Google's Chrome division and the Microsoft Edge team have partnered up to offer up a better spellcheck experience in Windows. That's based on recent reports from an announcement made by Microsoft on the matter. The new feature will be rolling out to both Chrome and Microsoft Edge, eliminating some of the common issues seen with browser-based spellcheckers.
The effort is being led by Microsoft's team, which is pulling the spellcheck features directly from system-level Windows. But, as with many previous updates to the browser, this change is occurring on the server-side of the equation. So it should happen automatically as long as a connection is available when the browser is opened.
Conversely, each browser has its own experimental flag to turn on better spellchecking. For Chrome, that's found at the "chrome://flags/#win-use-native-spellchecker" URL. Microsoft users can check that it's enabled in the language settings at the "edge://settings/languages" URL.
What kinds of errors does the new Windows Chrome spellcheck prevent or dismiss?
The biggest problems fixed by this spellchecker update stem from issues with the open-source Hunspell Spellcheck that's typically used. Namely, that spellchecker doesn't do a great job of recognizing when words are web URLs, abbreviations, acronyms, or deliberate alphanumeric combinations. As a result, the standard Chrome spellchecker often marks things as incorrect even when they aren't.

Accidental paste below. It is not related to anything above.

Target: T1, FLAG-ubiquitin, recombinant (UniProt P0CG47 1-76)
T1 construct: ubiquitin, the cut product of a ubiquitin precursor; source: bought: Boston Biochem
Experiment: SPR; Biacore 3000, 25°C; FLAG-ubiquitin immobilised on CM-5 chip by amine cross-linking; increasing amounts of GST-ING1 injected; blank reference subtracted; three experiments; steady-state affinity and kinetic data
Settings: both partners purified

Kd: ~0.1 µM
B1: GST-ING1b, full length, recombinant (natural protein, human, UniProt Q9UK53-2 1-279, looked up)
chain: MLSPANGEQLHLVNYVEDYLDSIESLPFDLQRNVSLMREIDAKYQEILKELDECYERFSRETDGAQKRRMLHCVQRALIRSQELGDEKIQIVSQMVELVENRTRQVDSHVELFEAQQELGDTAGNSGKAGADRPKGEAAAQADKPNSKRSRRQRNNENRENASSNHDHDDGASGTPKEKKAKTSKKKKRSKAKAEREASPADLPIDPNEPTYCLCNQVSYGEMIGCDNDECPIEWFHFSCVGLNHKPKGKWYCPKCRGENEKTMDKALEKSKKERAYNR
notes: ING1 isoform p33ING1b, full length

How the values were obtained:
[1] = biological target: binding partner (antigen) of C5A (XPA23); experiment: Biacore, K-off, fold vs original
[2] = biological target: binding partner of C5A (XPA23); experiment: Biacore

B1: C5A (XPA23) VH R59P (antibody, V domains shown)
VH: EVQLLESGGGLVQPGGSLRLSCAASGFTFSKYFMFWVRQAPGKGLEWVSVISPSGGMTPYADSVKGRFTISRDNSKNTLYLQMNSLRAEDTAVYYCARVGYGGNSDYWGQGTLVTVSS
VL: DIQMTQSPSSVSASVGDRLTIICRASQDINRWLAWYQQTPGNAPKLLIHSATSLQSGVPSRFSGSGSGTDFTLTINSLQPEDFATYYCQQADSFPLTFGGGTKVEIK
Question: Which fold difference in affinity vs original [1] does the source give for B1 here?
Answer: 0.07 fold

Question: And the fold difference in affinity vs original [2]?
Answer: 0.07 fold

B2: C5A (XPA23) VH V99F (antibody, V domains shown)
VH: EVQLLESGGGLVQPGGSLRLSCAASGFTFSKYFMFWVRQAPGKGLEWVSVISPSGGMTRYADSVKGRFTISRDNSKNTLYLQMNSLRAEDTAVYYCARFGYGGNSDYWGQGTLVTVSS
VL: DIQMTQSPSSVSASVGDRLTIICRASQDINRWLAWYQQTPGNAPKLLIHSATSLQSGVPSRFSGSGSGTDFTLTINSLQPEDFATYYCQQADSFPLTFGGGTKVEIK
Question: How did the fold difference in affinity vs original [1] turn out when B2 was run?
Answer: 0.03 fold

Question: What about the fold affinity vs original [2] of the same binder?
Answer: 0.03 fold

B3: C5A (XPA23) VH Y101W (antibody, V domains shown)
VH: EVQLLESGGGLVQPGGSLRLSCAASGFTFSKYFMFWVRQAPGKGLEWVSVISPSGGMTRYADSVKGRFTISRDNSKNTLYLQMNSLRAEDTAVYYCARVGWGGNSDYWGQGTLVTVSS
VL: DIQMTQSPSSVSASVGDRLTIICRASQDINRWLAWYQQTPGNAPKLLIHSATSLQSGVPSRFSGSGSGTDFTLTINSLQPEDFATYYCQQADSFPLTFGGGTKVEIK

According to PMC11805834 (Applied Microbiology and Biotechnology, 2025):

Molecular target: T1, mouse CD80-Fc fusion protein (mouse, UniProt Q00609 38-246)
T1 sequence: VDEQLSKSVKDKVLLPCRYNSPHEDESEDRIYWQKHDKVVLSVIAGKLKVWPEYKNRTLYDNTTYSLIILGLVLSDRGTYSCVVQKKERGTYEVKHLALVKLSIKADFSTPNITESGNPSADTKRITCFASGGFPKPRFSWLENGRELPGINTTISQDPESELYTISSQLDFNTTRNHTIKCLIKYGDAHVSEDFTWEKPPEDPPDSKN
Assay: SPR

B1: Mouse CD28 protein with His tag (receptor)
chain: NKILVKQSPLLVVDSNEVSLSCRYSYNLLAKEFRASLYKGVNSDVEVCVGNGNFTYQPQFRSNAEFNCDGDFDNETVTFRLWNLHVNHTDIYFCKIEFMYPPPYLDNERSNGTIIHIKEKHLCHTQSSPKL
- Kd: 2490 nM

That leaves users with a lot of red ink on their display, even where the word, term, or characters spell out something correctly. The same is true of words tucked behind a hashtag, according to Microsoft. All of that extra UI can and often does get in the way of typing. Especially in more technical emails and documents.
As illustrated in the included images, the difference between the two spellchecking tools can be stark. Especially where emails are concerned or where terms in use haven't been around as long.
This is only coming to Windows users, for now
For the time being, the new spellcheck feature in Chrome utilizes the built-in system spellchecker for Windows. To begin with, that means it's only going to work on Windows machines. More to the point, Microsoft indicates it's going to be limited to Windows laptops and desktops running Windows 8.1 or newer.
That excludes a lot of users not just on other platforms such as Mac, Linux, and Chrome OS. It excludes any users who are still on Windows 8.0 or older.
Of course, the change appearing as part of a Chromium update does open things up significantly. Users of those operating systems running Chrome-based secondary browsers should see the improvements too. That is if the developers behind said browsers have taken advantage of it. And, of course, it will work in Microsoft's Edge browser, which is now based in Chromium code.
One other limitation is that the change depends on users having the language pack for the text to be spellchecked installed. That shouldn't present a problem for most users but is worth noting. Anywhere that the newly-integrated Windows Spellcheck isn't used, Chrome will default back to the default tool from before this change.